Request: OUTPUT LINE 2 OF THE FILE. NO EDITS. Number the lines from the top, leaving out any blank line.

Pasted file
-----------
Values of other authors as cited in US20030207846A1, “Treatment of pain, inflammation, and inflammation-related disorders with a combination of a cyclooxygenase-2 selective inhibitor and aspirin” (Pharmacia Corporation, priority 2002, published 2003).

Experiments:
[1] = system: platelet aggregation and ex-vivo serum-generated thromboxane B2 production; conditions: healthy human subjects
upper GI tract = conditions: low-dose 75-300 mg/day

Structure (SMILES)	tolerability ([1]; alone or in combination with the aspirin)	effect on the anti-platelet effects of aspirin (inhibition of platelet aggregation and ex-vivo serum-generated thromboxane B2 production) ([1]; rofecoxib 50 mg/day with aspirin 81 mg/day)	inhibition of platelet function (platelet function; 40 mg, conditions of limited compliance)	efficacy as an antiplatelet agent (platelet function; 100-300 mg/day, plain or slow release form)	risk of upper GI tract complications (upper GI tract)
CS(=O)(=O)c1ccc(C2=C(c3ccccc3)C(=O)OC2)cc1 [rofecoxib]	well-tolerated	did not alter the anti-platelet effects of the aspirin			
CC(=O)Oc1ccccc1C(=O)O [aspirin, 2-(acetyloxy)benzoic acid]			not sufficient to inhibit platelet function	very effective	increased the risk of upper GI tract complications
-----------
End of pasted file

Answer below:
Experiments: